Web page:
Most school administrators have been there: arriving early in the morning only to learn that there is no substitute available to cover a teacher’s absence. The ensuing scramble may involve dividing the class into small groups and assigning them to other teachers’ classrooms for the day. Or it might mean scheduling all available staff, including your counselor, instructional coaches, and even administrators to teach for an hour.
A third option might involve asking other teachers to forgo their preparation periods in order to cover the orphaned class for an hour. Though all of these emergency measures will work in a pinch, having to implement them guarantees a stressful start to the day. What is the fallout to your school community on a day such as this, and what happens when this occurs more than once in a while?
The Costly Alternatives When A Teacher Doesn’t Show Up
In order to cover an absent teacher’s schedule when there is no substitute teacher available, school administrators typically implement an emergency plan. Though circumstances differ according to who is absent, there are a few alternatives that are typically employed to bridge the gap.
Sending small groups to other classrooms
This strategy is often used to accommodate an absence in a self-contained classroom. These students, used to staying with their teacher all day and armed with photocopied packets of work, will instead spend the day in their alternate placement.
At a minimum, their learning will be impacted for the day, but their presence may also affect the lessons planned for the hosting class. If this is an infrequent imposition, the hosts will soon rebound. But if it is a frequent occurrence, there may be significant effects to all involved, including the displaced students and the teachers and classes that welcome them in.
Having non-classroom educators cover
A second alternative involves scheduling certified educators who do not have classroom responsibilities to provide coverage. This typically includes the guidance counselor, academic coaches, and administrators.
Though it may just involve one hour of their day, the sudden, unexpected schedule change can be pretty disruptive. The unfilled teacher absence may force the cancellation or postponement of scheduled meetings, classroom observations and walkthroughs, counseling sessions, and other important events.
Canceling preparation periods
Another strategy for covering a teacher absence involves canceling teachers’ prep periods and having them cover for their absent colleague. At the elementary level, this could mean canceling special subject classes and having the physical education, art, and music teachers take turns hosting the teacher-less class.
At the secondary level, teachers often step in to cover a class during their scheduled prep period. Though students are well-supervised, it is likely a lost day of learning for the class as they must adjust to different teachers and possibly new classrooms each hour. For the district, there is the expense of paying teachers their contractual rate for teaching through their prep periods, which may, in fact, exceed the rate that would have been paid to a daily substitute.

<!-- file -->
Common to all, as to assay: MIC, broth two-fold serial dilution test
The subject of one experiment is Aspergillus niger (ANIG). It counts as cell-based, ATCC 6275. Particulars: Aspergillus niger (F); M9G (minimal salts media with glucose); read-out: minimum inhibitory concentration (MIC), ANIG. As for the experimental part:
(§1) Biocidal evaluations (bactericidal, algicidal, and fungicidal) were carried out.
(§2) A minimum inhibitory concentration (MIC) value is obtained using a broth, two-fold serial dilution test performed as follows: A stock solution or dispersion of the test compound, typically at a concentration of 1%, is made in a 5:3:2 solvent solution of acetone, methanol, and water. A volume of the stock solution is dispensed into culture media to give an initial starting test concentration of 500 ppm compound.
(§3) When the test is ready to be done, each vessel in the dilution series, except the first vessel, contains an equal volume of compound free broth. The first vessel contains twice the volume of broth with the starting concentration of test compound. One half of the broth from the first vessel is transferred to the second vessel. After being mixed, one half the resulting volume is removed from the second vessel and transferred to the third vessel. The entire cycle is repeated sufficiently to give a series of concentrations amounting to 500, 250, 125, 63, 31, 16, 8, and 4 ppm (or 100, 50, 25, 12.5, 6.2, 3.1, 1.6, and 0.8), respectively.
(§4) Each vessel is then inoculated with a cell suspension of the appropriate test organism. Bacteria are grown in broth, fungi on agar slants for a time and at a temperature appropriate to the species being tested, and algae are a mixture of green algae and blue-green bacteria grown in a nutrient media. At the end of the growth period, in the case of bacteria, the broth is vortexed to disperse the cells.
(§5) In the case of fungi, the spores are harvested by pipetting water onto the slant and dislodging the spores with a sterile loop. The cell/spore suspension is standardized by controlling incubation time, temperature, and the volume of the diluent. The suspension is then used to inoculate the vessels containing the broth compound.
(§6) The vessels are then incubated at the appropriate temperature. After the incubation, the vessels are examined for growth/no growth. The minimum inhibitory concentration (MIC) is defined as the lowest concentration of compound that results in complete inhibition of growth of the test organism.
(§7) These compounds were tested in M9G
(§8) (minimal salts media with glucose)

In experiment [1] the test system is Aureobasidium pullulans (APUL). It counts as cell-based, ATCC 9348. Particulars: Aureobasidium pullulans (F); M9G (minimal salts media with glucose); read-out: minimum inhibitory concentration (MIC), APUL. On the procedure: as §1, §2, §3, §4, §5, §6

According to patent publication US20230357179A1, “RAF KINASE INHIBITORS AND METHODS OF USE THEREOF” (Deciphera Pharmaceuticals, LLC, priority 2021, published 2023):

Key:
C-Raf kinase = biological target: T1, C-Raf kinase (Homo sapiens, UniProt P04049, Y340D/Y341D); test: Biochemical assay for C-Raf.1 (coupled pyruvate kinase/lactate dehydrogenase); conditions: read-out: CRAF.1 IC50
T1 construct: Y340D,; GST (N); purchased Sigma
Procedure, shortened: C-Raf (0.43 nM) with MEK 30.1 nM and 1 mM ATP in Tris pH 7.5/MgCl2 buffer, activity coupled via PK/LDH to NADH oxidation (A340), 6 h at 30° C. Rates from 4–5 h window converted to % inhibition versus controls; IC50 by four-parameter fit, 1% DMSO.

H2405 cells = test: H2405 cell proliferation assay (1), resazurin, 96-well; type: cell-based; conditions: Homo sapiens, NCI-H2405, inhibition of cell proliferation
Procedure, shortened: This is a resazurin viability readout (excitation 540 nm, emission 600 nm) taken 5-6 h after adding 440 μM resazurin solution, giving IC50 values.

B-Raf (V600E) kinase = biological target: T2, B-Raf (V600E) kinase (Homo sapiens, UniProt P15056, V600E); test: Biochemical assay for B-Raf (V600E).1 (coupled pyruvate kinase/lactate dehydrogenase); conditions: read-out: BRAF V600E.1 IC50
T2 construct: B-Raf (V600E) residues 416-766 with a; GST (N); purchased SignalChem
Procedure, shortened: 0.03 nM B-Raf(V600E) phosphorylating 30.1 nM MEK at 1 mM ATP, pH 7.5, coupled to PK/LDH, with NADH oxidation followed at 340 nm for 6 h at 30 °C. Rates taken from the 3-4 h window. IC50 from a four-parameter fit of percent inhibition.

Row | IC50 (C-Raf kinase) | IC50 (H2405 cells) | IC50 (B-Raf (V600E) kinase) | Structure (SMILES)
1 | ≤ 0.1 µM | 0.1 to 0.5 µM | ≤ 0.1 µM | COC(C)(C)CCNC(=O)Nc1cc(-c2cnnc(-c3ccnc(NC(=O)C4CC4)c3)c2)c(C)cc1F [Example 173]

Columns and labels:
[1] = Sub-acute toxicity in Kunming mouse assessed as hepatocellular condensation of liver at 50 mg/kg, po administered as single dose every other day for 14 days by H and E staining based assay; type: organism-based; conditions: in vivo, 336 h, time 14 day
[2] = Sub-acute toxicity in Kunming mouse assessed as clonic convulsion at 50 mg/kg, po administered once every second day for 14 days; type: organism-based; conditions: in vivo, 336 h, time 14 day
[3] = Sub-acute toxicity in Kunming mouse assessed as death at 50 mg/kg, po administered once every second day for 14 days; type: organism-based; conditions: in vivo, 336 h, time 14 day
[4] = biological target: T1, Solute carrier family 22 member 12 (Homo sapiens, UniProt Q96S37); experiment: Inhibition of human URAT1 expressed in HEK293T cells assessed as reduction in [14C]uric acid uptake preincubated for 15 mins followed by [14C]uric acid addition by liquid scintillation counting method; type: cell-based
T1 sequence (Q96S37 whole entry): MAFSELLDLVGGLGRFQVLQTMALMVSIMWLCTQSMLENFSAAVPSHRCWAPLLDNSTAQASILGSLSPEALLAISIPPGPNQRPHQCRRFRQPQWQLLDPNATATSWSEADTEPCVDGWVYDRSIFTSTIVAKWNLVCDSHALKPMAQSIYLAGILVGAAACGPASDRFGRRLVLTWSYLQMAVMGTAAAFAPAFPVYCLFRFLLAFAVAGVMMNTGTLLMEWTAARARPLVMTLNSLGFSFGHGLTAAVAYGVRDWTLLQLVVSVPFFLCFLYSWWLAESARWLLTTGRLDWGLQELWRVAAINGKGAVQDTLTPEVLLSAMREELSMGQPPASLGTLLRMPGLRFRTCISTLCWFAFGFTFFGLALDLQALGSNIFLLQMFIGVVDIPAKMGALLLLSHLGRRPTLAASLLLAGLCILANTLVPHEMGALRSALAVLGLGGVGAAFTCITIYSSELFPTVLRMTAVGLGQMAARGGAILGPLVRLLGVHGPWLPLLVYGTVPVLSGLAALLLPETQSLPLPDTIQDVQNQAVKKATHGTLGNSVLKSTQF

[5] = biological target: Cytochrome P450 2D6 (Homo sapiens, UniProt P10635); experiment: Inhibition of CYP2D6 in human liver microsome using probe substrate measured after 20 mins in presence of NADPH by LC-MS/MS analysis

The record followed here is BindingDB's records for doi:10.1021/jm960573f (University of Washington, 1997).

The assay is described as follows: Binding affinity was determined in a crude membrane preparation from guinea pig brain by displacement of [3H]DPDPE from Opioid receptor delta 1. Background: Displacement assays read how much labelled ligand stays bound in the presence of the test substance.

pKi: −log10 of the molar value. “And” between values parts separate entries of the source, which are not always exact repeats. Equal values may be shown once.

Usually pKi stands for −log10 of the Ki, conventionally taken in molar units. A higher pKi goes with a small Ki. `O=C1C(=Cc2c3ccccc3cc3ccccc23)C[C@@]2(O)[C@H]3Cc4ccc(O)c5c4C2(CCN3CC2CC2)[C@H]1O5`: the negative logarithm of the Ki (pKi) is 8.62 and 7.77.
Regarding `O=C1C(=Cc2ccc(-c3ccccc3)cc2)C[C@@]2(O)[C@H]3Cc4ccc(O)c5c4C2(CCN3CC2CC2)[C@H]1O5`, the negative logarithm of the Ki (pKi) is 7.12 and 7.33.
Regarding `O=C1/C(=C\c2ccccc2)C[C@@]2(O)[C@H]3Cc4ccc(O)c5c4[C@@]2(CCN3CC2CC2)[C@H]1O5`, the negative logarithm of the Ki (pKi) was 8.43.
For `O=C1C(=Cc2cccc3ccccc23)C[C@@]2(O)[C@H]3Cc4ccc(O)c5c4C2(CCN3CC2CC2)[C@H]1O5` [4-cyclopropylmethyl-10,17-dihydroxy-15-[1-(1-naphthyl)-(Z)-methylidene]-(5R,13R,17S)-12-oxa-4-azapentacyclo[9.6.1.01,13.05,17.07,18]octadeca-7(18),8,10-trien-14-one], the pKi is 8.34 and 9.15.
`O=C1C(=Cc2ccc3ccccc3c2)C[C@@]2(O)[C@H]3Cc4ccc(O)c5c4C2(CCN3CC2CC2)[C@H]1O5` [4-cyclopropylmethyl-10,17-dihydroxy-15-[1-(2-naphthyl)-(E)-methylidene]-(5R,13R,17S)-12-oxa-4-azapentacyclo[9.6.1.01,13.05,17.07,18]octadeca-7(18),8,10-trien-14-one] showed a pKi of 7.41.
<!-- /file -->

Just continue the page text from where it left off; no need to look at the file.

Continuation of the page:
The greatest loss, however, will be to the teachers forced to forego their planning periods, that critical hour each day when they make parent contacts, prepare lesson resources, collaborate with departmental or grade-level colleagues, and grade student work. Unfortunately, the hourly stipend gained rarely compensates for the opportunities lost, the tasks uncompleted, and the contacts unmade. Teachers often wind up completing these tasks on their own time.
Avoiding the Negative Effects of Unfilled Absences
When fill rates are low, many things suffer at the building level. First and foremost, student learning takes a hit as students are shuffled from room to room or teacher stand-in to teacher stand-in. With the scramble to cover teacher absences, building efficiency and organization is also affected. And when unfilled job assignments become a regular occurrence and multiple preparation periods are lost, work-life balance is disrupted and teacher morale plummets.
To avoid this cascade of negative effects that begins when unfilled absences occur, why not take preemptive action? By partnering with a substitute teacher staffing agency, you can address fill rates proactively and insulate your schools from the problems that occur when a teacher doesn’t show up. With experienced recruiters dedicated to customizing staffing solutions to meet districts’ needs, they can help you to minimize, if not eliminate entirely, these negative circumstances before they impact both student learning and staff morale.
A full-service staffing agency will not only hire and train a pool of quality substitute teachers, but they will also partner with building and district staff to ensure that your absence management solution is functioning efficiently for the long-term. Through streamlined scheduling and working incentives, they will improve fill rates and relieve you of your worries about what happens when a teacher doesn’t show up.
For help improving your substitute teacher fill rates, contact ESS. With decades of experience and a wealth of dedicated resources, we can eliminate the uncertainty and negative consequences of unfilled teacher absences.
Phil has been supporting school districts across the country for more than 12 years. He works hands-on with districts implementing customized solutions to improve their substitute teacher and support staff programs. When he’s not increasing districts’ fill rates, Phil can be found swinging his clubs on a golf course.